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5th December 2019

Humans are a Significant Threat to Data Protection

As organizations collect large amounts of sensitive information about their customers, they have the responsibility to properly protect it. With new legislation coming into effect like the EU’s GDPR and the CCPA, the importance of data protection and the potential costs of failing to protect sensitive data grow.

Data breaches can have a devastating impact on an organization, and many businesses are incapable of recovering after a breach. While most businesses are working to put defenses in place against external threats to data security, this is not sufficient. While external threat actors, like cybercriminals, are the leading cause of data breaches, a significant portion are caused by an organization’s employees. While these individuals must be trusted with this data in order to do their jobs, they also create a significant risk of it being breached.

Targeting the Weakest Link

There are a variety of different ways that an attacker can gain access to an organization’s internal network. These range from physically breaking into the building and sitting down at an employee’s computer to performing cyberattacks from halfway across the globe. In general, most of the potential ways to attack an organization will probably work, but some are easier than others. In the beginning, hacking was a hobby with computer nerds trying to break into systems and bypass defenses just to prove that they could. However, in the modern world, cybercrime is a business, where organized crime groups try to steal personal information and other valuable data for resale or their own use.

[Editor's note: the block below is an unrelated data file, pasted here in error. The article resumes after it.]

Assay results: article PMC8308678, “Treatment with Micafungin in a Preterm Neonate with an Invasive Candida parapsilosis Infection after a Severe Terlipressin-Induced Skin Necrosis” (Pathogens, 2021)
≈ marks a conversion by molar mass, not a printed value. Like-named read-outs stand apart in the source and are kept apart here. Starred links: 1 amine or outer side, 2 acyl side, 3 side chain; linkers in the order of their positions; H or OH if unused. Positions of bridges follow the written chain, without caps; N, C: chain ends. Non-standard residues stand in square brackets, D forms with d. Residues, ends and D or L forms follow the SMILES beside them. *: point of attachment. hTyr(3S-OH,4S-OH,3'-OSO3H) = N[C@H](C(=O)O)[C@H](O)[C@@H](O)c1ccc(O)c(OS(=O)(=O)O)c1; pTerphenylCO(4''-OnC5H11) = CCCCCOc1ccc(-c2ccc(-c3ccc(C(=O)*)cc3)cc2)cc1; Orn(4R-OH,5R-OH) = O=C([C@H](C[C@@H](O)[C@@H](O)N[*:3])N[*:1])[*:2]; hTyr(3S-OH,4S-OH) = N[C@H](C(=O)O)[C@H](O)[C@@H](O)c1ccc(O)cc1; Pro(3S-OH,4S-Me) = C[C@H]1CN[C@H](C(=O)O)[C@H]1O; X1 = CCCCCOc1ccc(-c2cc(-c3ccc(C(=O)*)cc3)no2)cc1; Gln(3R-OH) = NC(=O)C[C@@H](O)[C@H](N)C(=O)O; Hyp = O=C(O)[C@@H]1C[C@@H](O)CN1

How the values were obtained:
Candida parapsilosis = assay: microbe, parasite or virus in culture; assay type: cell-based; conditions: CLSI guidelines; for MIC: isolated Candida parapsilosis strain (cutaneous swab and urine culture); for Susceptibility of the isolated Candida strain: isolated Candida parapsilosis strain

With the commercialization of hacking, cybercriminals are focused on making a profit, and this requires taking the most efficient approach to their goal. While exploitation of known software vulnerabilities is one commonly used approach, it is relatively easy for an organization to deploy patches to fix the issue.

Protecting against the human threat, on the other hand, is much more difficult. Software-based defenses have to give up some security for usability. In many cases, the software relies on the human to make the right decision, like whether or not to click on a link in an email or how to configure security settings in a cloud deployment.

However, humans are relatively easy to trick, which is why over 99% of cyberattacks rely upon a human taking some action to advance the attack.

The Human Threat to Data Security

In the modern world of big data and data protection regulations, the threat of the data breach is one of the biggest facing most organizations. These companies collect vast amounts of their customers’ personal data as a core part of doing business. The intention may vary from collecting payment card data for transaction processing to the large-scale data collection and processing performed by social media to sell targeted advertising, but the end result is the same. These organizations have massive amounts of sensitive data in their care that can have significant impacts if it is leaked. While the government often installs Sensitive Compartmented Information Facilities (SCIF) in their buildings, for smaller companies this can be impractical and other solutions are needed.